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FIT2073 Game design and narrative - Semester 1, 2012

This unit provides a foundation in the theoretical and practical principles of game design and game narrative structures in the games development process. Utilising the principles taught in this unit, students will be given the opportunity to consider innovative games design applications together with a narrative structure and implement the consequences of their decisions as working game prototypes.

The combination of theory and practice in this unit is geared to equip students with analytical skills to assess the future capabilities of the computer game industry both commercially and for wider research purposes. The unit provides knowledge and skills which students can apply within their game development projects in the third year studio project/s (FIT3039 and FIT3040) and across all subsequent units.

Mode of Delivery

Caulfield (Day)

Contact Hours

2 hrs lectures/wk, 2 hrs tutorials/wk

Workload

This will include:

  • Lectures: 2 hours per week
  • Tutorials/Lab Sessions: 2 hours per week per tutorial

Additionally, each student should spend a minimum of 8 to 12 hours for personal study every week and should allocate up to 5 hours per week in some weeks for use of a computer, including time for newsgroups and discussion groups.

Unit Relationships

Prohibitions

FIT2048

Prerequisites

Completion of 24 points of FIT units

Chief Examiner

Campus Lecturer

Caulfield

Mr. Derrick Martin, Consultation hours: Monday 2pm - 4pm, Tuesday 1pm - 3pm

Dr. Thomas Chandler

Tutors

Caulfield

Mr. Ruben Hopmans

Dr. Tom Chandler

Academic Overview

Outcomes

At the completion of this unit students will have:
  • an understanding of the key principles of game design;
  • an understanding of critical factors that serve to balance game design and playability;
  • an understanding of implementation techniques for narrative structures in interactive environments;
  • developed attitudes that enable them to be aware of the ethical issues involved with games development;
  • developed attitudes that enable them to appreciate effective forms of narrative construction employed in a game environment, such as embedded and emergent game narratives and the mapping of plotlines and interactive story structures;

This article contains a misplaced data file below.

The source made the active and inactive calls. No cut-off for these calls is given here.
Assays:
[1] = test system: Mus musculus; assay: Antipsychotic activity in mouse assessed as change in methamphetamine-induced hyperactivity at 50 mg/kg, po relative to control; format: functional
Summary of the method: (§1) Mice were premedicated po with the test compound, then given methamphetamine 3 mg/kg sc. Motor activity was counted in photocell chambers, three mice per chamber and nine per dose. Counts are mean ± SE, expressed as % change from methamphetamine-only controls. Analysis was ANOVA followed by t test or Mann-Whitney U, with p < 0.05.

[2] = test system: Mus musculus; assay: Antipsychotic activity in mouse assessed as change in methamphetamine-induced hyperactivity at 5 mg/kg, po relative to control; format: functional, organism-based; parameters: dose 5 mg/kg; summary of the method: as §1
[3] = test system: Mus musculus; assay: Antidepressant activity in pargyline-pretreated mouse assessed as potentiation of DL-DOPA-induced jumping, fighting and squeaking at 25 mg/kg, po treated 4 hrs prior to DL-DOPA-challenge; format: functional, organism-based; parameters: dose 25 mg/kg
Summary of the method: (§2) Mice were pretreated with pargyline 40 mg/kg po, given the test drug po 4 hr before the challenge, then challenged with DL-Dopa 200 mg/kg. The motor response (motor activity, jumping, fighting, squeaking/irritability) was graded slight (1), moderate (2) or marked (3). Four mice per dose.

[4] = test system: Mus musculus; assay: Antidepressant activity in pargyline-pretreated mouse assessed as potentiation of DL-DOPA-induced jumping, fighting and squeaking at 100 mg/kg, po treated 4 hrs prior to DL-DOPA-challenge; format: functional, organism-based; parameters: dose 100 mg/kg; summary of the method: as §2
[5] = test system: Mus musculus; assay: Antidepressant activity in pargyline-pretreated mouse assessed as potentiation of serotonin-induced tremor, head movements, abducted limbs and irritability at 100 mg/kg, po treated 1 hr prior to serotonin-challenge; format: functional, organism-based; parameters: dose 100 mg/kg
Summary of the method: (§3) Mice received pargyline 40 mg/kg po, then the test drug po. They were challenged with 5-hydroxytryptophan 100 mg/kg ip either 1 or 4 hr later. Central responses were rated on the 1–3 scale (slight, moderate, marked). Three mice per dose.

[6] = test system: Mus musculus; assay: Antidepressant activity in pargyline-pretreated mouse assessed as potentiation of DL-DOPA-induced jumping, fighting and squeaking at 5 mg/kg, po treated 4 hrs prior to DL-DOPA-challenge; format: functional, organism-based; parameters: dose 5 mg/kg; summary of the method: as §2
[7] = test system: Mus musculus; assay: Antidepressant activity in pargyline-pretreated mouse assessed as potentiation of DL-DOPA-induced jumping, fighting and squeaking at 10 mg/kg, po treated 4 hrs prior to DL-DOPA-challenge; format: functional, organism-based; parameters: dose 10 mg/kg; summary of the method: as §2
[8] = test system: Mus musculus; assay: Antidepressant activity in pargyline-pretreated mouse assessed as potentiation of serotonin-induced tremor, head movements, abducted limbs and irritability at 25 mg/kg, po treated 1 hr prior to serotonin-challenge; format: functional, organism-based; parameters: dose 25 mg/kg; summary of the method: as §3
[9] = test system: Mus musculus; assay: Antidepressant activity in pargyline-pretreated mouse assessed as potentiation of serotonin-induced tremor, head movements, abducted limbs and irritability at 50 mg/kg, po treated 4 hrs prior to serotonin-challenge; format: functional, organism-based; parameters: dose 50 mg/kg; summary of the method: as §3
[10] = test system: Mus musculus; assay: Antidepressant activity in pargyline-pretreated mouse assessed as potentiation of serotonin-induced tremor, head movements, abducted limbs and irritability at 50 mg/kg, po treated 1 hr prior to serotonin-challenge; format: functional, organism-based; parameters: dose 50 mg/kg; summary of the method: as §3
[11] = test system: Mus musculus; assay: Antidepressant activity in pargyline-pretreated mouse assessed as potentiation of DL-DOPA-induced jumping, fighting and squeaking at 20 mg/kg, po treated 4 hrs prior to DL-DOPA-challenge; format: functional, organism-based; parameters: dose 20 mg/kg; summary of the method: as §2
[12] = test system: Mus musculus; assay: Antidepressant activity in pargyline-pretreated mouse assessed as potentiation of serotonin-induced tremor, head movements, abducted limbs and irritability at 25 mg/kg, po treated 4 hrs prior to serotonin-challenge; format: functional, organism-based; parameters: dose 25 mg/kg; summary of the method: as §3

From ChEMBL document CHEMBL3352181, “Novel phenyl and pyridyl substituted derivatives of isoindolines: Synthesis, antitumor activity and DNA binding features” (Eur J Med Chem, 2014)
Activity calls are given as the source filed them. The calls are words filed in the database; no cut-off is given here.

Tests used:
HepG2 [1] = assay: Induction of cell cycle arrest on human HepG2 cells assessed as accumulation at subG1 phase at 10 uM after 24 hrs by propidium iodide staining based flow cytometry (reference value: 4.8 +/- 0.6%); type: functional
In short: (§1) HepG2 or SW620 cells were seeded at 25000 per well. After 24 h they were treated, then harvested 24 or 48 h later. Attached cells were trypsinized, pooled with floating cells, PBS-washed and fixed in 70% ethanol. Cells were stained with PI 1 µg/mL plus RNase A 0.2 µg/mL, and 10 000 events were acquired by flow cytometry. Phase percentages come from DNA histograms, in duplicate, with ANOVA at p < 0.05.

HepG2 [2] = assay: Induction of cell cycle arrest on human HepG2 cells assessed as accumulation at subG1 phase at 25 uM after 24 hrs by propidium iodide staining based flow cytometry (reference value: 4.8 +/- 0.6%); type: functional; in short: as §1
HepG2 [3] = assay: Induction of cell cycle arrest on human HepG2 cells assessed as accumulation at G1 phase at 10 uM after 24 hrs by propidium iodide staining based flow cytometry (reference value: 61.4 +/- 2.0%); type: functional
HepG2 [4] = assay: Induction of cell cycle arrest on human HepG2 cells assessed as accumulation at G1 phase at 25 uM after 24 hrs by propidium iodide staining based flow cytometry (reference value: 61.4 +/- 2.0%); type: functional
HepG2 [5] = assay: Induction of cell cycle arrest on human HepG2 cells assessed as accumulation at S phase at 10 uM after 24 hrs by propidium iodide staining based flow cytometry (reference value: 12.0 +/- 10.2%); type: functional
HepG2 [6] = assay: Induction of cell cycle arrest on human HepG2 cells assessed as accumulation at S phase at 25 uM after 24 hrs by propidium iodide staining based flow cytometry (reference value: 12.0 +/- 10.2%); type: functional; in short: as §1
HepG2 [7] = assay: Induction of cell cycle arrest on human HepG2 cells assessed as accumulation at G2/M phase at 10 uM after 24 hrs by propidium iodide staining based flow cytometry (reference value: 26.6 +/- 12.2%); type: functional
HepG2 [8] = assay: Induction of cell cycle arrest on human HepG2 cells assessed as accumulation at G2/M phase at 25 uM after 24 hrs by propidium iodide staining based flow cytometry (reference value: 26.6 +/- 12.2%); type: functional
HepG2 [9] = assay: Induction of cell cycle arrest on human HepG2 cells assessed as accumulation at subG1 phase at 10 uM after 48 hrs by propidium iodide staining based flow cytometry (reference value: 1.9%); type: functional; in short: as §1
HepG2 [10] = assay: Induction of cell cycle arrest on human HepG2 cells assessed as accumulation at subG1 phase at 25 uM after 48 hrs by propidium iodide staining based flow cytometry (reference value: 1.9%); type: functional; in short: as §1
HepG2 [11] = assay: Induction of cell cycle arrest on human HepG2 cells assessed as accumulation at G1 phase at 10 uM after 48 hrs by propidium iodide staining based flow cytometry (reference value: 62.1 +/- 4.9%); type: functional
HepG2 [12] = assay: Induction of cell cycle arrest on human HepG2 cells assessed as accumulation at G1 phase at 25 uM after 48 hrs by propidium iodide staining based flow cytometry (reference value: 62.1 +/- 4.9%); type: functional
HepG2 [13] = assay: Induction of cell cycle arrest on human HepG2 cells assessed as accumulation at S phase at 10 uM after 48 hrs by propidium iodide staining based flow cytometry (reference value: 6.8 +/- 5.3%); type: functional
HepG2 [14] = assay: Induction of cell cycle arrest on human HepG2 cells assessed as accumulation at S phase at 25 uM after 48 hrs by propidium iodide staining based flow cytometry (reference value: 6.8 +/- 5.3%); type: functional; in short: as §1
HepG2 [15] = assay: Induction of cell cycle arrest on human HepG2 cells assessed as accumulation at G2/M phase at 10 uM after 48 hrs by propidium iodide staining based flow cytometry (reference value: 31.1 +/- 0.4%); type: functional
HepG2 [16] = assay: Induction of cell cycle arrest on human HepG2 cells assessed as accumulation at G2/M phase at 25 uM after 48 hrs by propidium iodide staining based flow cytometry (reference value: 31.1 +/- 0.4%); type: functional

• developed attitudes that enable them to explore new directions in the rapidly emerging discipline of game creation;
  • developed the skills to prototype a game level and implement balancing techniques to eliminate design flaws and improve player experience;
  • developed the skills to analyse, identify and implement key elements in game design and narrative structures;
  • demonstrated the teamwork skills necessary to develop group working skills as a member of a project team.

Graduate Attributes

Monash prepares its graduates to be:
  1. responsible and effective global citizens who:
    1. engage in an internationalised world
    2. exhibit cross-cultural competence
    3. demonstrate ethical values
  2. critical and creative scholars who:
    1. produce innovative solutions to problems
    2. apply research skills to a range of challenges
    3. communicate perceptively and effectively

Assessment Summary

Examination (2 hours): 40%; In-semester assessment: 60%

Assessment Task Value Due Date
Interactive Game Map 30% Progressively in Week 2, Week 5, Week 6
Game Level Design 30% Progressively in Week 7, Week 10, Week 12
Examination 1 40% To be advised

Teaching Approach

Lecture and tutorials or problem classes
This teaching and learning approach provides facilitated learning, practical exploration and peer learning.

Feedback

Our feedback to You

Types of feedback you can expect to receive in this unit are:
  • Informal feedback on progress in labs/tutes
  • Graded assignments with comments

Your feedback to Us

Monash is committed to excellence in education and regularly seeks feedback from students, employers and staff. One of the key formal ways students have to provide feedback is through SETU, Student Evaluation of Teacher and Unit. The University's student evaluation policy requires that every unit is evaluated each year. Students are strongly encouraged to complete the surveys. The feedback is anonymous and provides the Faculty with evidence of aspects that students are satisfied and areas for improvement.